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Hakea actites Wallum Hakea

Hakea actites, Wallum Hakea, is a small to tall shrub with a lignotuber. The leaves are cylindrical, light green, up to ten centimetres long and crowned with a sharp point.

The flowers are in axillary clusters composed of 1-6 white flowers. Blooms appear from May to September when they are both conspicious and profuse.

Flowers are followed by woody fruits that are egg-shaped, wrinkled but without warty lumps and containing the usual two winged seeds.

H. actites occurs from coastal south-eastern Queensland to just north of Coffs Harbour, northern NSW. The species is often found growing in swampy situations. This makes H. actites a useful plant to grow in domestic wet areas. The prickly foliage this would provide shelter and nesting sites for small native birds.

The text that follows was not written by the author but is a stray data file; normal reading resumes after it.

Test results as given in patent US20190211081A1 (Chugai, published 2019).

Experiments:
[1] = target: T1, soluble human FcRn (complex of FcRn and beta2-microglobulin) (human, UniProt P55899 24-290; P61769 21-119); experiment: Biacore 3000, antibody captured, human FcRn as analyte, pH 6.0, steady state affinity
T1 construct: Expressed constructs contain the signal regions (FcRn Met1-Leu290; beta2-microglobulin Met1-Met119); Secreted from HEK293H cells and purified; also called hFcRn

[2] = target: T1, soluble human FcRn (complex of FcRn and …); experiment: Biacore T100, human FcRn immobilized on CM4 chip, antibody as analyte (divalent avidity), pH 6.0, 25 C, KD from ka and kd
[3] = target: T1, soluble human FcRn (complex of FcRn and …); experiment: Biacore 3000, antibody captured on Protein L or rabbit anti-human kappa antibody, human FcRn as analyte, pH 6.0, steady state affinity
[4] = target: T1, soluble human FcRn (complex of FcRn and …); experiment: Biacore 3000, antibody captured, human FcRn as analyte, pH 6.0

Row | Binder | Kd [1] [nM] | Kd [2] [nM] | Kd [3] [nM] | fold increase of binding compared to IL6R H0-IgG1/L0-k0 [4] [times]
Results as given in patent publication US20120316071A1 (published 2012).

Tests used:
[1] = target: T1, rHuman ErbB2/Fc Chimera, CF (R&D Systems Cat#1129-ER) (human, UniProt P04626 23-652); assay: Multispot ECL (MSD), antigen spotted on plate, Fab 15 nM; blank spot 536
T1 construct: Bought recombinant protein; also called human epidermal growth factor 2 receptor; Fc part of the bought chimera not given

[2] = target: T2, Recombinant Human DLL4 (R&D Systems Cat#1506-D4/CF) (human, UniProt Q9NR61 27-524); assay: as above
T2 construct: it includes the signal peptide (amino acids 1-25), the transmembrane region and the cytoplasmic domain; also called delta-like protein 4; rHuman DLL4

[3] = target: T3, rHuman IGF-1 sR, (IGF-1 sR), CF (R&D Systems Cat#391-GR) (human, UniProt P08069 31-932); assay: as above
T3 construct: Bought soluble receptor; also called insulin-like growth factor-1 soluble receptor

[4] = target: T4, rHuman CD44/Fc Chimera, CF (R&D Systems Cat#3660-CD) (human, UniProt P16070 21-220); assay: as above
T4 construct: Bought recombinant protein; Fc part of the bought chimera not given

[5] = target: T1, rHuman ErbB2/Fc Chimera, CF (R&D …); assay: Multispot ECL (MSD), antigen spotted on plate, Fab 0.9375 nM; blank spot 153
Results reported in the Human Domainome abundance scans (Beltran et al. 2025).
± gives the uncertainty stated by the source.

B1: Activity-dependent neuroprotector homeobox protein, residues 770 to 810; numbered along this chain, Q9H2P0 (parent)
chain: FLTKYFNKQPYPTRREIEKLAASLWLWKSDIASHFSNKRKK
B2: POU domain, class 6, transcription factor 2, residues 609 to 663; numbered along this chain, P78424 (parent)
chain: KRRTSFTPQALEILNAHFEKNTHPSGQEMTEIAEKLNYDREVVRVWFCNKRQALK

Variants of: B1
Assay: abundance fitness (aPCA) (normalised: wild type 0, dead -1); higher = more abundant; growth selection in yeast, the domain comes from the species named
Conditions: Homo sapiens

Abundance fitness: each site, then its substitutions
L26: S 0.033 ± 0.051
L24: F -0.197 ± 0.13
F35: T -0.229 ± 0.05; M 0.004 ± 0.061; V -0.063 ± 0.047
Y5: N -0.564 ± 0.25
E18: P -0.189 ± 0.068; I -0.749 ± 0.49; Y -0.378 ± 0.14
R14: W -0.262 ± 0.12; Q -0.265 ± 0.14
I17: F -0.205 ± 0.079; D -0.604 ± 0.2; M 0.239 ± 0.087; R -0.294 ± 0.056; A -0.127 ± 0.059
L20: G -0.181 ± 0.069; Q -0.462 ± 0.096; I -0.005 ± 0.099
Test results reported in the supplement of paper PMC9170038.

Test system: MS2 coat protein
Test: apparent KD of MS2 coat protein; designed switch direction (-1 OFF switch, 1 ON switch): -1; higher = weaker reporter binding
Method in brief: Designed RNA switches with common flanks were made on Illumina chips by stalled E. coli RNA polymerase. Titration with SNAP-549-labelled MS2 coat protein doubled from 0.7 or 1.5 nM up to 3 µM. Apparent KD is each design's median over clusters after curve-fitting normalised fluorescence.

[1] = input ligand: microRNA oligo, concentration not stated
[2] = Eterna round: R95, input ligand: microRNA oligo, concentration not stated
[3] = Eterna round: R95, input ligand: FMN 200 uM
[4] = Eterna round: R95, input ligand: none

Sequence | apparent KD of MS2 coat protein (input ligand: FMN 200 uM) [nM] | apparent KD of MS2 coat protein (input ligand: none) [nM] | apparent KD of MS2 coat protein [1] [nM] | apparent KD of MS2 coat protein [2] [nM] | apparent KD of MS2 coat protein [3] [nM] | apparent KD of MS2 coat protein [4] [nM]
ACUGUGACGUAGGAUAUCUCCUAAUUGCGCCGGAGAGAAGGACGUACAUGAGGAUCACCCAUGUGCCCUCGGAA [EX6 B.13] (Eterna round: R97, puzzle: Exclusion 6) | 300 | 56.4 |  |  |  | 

H. actites is similar in appearance to the better known H. sericea. The main difference is in the smoother surface of the fruit. H. actites also occupies wetter habitats than H. sericea.

The specimen, in the photo, was growing in the North Coast Regional Botanic Garden, Coffs Harbour NSW.

H. actites was named in 1996 by W. T. Barker from material collected near Angourie, a town on the North Coast of NSW.

The species name is from the Greek and means coast-dweller referring to the regions where H. actites is found.

Propagate from seed.

Warren and Gloria Sheather

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